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Celebrating 150 years through the evolution of fashion throughout history

SMOC raises money for a permanent home by showcasing

Ian Sayers explains a 1930's dress when showing off a women's assets became popular at a fashion show on Nov. 26, 2017 Photo by Myra Dionne

Reported by Myra Dionne

With a little fashion and a whole lot of glamour Ivan Sayers brought history back to life on Sunday.

Sayers, a fashion historian and collector with Society for the Museum of Original Costume, hosted 150 Years of Glamour, a show examining how Canadian fashion has changed over the last 150 years.

The event, which took place at the Annex, a civic theatre downtown was the final show of the year. The society is raising money for a permanent museum to display its costumes which will include Sayers personal collection. Most outfits that were showcased came from Sayers.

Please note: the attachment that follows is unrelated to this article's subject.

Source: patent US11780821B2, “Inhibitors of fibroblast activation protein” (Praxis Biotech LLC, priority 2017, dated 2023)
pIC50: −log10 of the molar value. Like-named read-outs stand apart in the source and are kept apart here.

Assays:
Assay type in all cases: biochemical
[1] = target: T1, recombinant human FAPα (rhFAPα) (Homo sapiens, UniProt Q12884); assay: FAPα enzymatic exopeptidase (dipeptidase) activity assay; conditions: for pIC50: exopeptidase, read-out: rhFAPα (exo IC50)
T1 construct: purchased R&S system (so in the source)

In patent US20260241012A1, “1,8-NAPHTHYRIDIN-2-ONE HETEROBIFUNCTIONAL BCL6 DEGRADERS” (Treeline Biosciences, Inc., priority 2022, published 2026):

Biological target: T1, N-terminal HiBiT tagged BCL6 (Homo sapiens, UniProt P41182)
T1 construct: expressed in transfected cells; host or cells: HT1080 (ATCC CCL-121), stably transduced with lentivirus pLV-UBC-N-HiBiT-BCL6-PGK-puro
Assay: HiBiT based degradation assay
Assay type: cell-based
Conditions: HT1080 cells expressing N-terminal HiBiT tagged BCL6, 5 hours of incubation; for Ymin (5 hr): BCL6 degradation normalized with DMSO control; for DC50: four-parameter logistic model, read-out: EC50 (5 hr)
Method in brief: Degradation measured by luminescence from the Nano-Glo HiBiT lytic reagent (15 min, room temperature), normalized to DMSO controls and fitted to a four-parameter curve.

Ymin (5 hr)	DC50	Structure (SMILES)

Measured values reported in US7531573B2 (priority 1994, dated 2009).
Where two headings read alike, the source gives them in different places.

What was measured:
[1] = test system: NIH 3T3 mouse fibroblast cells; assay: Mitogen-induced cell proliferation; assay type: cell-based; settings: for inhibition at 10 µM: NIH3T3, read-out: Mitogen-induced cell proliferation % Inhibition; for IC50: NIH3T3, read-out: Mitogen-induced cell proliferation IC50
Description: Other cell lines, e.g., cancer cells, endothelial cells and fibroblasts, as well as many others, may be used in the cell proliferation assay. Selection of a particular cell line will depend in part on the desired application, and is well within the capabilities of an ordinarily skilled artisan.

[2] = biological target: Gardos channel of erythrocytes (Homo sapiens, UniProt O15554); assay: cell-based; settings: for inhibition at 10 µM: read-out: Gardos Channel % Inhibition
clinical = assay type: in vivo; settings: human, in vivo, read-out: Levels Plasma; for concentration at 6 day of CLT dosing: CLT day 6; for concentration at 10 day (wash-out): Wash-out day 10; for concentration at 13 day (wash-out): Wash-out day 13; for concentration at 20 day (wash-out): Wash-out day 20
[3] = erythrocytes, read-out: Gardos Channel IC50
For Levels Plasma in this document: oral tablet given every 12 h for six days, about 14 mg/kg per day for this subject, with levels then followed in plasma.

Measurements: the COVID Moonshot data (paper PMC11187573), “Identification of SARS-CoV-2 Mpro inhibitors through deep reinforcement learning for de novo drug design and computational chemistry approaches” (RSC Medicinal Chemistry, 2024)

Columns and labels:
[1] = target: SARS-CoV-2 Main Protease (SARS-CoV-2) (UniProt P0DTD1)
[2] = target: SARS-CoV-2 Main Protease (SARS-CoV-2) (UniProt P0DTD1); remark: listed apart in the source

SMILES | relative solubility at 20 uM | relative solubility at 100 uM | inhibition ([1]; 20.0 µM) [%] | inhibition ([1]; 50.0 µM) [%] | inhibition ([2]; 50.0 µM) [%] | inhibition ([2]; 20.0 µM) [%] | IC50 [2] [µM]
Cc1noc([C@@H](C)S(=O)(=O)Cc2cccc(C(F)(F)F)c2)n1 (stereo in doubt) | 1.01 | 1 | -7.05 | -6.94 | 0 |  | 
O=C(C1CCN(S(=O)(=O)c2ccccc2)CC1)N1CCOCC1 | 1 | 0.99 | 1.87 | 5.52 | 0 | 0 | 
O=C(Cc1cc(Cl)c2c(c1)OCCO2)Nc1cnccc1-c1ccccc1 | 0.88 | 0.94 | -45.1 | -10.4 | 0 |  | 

“I have a very large collection of clothing and eventually there has to be a place for it to go or it’ll have to be broken up and I’d rather not see that happen,” Sayers said.

Audience members were invited to dress in a glamorous way. Some people arrived donning geometric jewellery, colourful jackets or embroidered leather.

Lyne Talbot, who works with costumes in the film industry, arrived with a black purse studded with long metallic spikes. She said she has been coming for the last few years and is a big fan of pieces from the 1920s.

“I just want to wear everything,” Talbot said. “It’s important to see those pieces from other eras as well. It’s really inspirational.”

The event showcased 17 costumes spanning from the 1860’s to 1990’s. As each model came onstage, Sayers would tell the audience a story about the piece and its historical significance.

Christine Lusk, a member of the society for just over a year, came with her daughter to hear Sayers share these stories.

“We keep coming back just for the historical perspective, his storytelling behind the fashion or the clothes,” Lusk said. “the huge amount of knowledge he has, it’s just amazing.”

Sayers said he sometimes prefers to call these shows illustrative lectures, and hopes a museum will be more accessible to the public and provide inspiration to fashion design students.


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